10 Car-Free Places to Bike Around Vancouver

Cows along the West Dyke Trail in Richmond

Stopping to watch the cows along the West Dyke Trail in Richmond. Photo: Tourism Richmond

Vancouver is a great city for biking, with tons of bike lanes across the region. If you want to avoid cars entirely, check out these 10 car-free bike paths that take you beside beaches and rivers, through the city, and to mountain views.


Stanley Park Seawall, Vancouver

The 10-kilometre loop around the Stanley Park Seawall is Vancouver’s most famous bike path. The scenic ride includes views of Burrard Inlet, the North Shore Mountains, the Lions Gate Bridge, and English Bay. Bikes have their own dedicated lane and must travel counter-clockwise around the loop.

Cyclists on the Stanley Park Seawall in Vancouver

Cyclists on the Stanley Park Seawall. Photo: Destination BC/Heath Moffatt


Jericho Beach to Spanish Banks, Vancouver

Bike beside the ocean and enjoy great views of the North Shore Mountains. Follow gravel bike paths between Jericho Beach and the west end of Spanish Banks, 3.5 kilometres away. Take a break to dip your toes in the ocean.


False Creek Seawall, Vancouver

Follow the seawall around the perimeter of False Creek on a dedicated car-free bike path. The 10-kilometre route passes David Lam Park, Science World, Olympic Village, and Granville Island before ending at Vanier Park.

Runners on the False Creek Seawall near the Cambie Street Bridge

Photo: Tourism Vancouver / Tanya Goehring


Arbutus Greenway, Vancouver

This car-free nine-kilometre-long bike route cuts a swath through the middle of Vancouver, following the path of an old rail line. The paved bike trail runs from the Fairview neighbourhood near Granville Island all the way to Southwest Marine Drive.


Seymour Valley Trailway, North Vancouver

This unique bike ride takes you along a 12-kilometre-long paved trail through the forest of the Lower Seymour Conservation Reserve. The route starts near Rice Lake and ends at the Seymour Dam with lots of mountain and river viewpoints along the way.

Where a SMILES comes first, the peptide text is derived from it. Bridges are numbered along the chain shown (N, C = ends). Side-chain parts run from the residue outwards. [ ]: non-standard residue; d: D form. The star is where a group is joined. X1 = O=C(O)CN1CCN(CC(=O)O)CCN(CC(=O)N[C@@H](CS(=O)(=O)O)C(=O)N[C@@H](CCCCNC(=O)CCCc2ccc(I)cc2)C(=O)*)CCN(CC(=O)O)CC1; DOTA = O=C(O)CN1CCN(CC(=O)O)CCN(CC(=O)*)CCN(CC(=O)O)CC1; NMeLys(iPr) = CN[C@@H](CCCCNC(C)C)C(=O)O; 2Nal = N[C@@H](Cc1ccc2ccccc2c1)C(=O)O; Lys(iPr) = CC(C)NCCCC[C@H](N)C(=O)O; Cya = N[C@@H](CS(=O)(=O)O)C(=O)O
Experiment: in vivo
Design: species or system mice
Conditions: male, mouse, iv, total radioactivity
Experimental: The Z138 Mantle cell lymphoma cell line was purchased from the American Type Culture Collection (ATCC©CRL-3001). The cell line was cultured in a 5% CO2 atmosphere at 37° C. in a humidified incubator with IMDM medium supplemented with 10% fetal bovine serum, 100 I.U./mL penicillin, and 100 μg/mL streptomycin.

Seymour Valley Trailway Bike Path in North Vancouver

Seymour Valley Trailway. Photo: Jeff Hitchcock, Wikimedia Commons. Used under CC BY 3.0.


North Shore Spirit Trail, North Vancouver and West Vancouver

Eventually, the Spirit Trail will stretch from one end of the North Shore to the other. Currently, you can bike an 11-kilometre section between Ambleside Park and Moodyville Park, passing Lonsdale Quay along the way. Most of the route is completely separated from traffic, but you do have to cross a few roads at crosswalks or lights.

A woman wearing a bike helmet bikes along the Spirit Trail in North Vancouver

Biking along the Spirit Trail. Photo: Destination BC/@vancitywild


West Dyke Trail, Richmond

Enjoy a great six-kilometre-long gravel bike path atop the West Dyke in Richmond. The route starts at Terra Nova Park and finishes in the Steveston neighbourhood, which is a great place to get a snack at one of the riverfront restaurants.

Cycling the West Dyke Trail in Richmond near Vancouver, BC

Cycling the West Dyke Trail in Richmond. Photo credit: Tourism Richmond


Boundary Bay Dyke, Delta and Surrey

Follow the gravel trail along the edge of Boundary Bay. Enjoy beach views and great bird watching. The 20-kilometre-long route starts at Centennial Beach in Tsawassen’s Boundary Bay Regional Park and finishes at Mud Bay Park in Surrey.



Traboulay Poco Trail, Port Coquitlam

Named for a former mayor of the city, the Traboulay PoCo Trail makes a 25-kilometre loop through Port Coquitlam. Most of the route is on car-free gravel trails next to the Pitt and Coquitlam Rivers.

The gravel path of the Poco Trail runs past trees near the river

Trabouley Poco Trail. Photo: richardsongo/Pixabay


Pitt Meadows Dykes, Pitt Meadows

With over 30 kilometres of gravel dykes, Pitt Meadows has nearly endless possibilities for car-free cycling. The paths follow the banks of the Fraser, Pitt, and Alouette Rivers. A popular option starts at the southern end of Harris Road and follows the dykes past the airport and cranberry fields to the Pitt River Bridge.

People walk along a dyke at Pitt Lake

Pitt Lake dyke. Photo: Lauren Kan/Unsplash


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